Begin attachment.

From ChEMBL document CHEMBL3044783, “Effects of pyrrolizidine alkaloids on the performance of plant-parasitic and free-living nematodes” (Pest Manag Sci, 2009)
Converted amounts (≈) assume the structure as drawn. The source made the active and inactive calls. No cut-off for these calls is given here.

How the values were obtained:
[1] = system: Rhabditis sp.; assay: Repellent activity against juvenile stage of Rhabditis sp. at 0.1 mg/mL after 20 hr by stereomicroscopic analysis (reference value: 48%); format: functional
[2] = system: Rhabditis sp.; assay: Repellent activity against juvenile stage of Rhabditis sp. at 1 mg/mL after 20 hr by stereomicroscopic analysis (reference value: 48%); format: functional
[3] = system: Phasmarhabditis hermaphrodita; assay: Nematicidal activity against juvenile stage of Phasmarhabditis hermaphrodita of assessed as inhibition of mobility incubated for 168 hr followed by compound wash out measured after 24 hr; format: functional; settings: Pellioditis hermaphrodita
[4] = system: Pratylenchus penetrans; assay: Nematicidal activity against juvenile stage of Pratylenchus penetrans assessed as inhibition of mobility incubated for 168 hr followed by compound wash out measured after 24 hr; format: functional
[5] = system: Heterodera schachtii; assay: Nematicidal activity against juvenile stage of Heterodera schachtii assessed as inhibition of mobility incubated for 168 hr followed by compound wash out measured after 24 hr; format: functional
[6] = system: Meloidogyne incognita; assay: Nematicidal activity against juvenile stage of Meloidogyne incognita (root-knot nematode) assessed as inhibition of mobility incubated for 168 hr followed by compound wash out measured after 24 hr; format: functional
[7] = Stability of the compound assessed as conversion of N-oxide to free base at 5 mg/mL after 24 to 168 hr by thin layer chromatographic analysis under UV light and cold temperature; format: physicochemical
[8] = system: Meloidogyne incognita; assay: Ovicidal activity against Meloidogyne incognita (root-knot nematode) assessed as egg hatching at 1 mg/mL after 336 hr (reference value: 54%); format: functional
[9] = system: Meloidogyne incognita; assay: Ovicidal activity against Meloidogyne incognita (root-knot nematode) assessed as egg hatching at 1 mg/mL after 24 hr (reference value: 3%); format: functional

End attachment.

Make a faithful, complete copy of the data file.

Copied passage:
From ChEMBL document CHEMBL3044783, “Effects of pyrrolizidine alkaloids on the performance of plant-parasitic and free-living nematodes” (Pest Manag Sci, 2009)
Converted amounts (≈) assume the structure as drawn. The source made the active and inactive calls. No cut-off for these calls is given here.

How the values were obtained:
[1] = system: Rhabditis sp.; assay: Repellent activity against juvenile stage of Rhabditis sp. at 0.1 mg/mL after 20 hr by stereomicroscopic analysis (reference value: 48%); format: functional
[2] = system: Rhabditis sp.; assay: Repellent activity against juvenile stage of Rhabditis sp. at 1 mg/mL after 20 hr by stereomicroscopic analysis (reference value: 48%); format: functional
[3] = system: Phasmarhabditis hermaphrodita; assay: Nematicidal activity against juvenile stage of Phasmarhabditis hermaphrodita of assessed as inhibition of mobility incubated for 168 hr followed by compound wash out measured after 24 hr; format: functional; settings: Pellioditis hermaphrodita
[4] = system: Pratylenchus penetrans; assay: Nematicidal activity against juvenile stage of Pratylenchus penetrans assessed as inhibition of mobility incubated for 168 hr followed by compound wash out measured after 24 hr; format: functional
[5] = system: Heterodera schachtii; assay: Nematicidal activity against juvenile stage of Heterodera schachtii assessed as inhibition of mobility incubated for 168 hr followed by compound wash out measured after 24 hr; format: functional
[6] = system: Meloidogyne incognita; assay: Nematicidal activity against juvenile stage of Meloidogyne incognita (root-knot nematode) assessed as inhibition of mobility incubated for 168 hr followed by compound wash out measured after 24 hr; format: functional
[7] = Stability of the compound assessed as conversion of N-oxide to free base at 5 mg/mL after 24 to 168 hr by thin layer chromatographic analysis under UV light and cold temperature; format: physicochemical
[8] = system: Meloidogyne incognita; assay: Ovicidal activity against Meloidogyne incognita (root-knot nematode) assessed as egg hatching at 1 mg/mL after 336 hr (reference value: 54%); format: functional
[9] = system: Meloidogyne incognita; assay: Ovicidal activity against Meloidogyne incognita (root-knot nematode) assessed as egg hatching at 1 mg/mL after 24 hr (reference value: 3%); format: functional